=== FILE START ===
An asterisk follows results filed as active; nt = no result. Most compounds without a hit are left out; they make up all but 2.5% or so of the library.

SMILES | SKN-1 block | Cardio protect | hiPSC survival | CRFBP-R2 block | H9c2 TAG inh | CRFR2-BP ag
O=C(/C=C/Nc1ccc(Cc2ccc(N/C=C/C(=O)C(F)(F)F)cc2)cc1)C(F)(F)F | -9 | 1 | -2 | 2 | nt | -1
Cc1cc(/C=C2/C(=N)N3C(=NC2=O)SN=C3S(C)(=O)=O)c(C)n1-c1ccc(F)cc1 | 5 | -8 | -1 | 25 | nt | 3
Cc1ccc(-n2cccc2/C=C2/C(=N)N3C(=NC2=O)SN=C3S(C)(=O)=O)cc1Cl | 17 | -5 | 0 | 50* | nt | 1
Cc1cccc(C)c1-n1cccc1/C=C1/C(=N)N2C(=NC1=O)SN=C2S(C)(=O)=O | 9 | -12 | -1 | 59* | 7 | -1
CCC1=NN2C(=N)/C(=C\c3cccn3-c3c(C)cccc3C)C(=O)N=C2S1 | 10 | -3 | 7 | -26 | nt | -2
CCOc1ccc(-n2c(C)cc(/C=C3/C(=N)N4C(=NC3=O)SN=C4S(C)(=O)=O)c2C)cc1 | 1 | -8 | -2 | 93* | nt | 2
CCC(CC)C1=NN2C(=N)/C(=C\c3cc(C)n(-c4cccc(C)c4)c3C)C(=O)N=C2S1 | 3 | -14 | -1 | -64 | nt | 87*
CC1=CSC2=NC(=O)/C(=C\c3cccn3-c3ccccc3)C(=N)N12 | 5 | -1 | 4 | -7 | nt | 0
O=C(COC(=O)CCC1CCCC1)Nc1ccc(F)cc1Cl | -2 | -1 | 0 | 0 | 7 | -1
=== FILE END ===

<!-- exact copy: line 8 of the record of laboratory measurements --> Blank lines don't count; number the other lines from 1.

CCOc1ccc(-n2c(C)cc(/C=C3/C(=N)N4C(=NC3=O)SN=C4S(C)(=O)=O)c2C)cc1 | 1 | -8 | -2 | 93* | nt | 2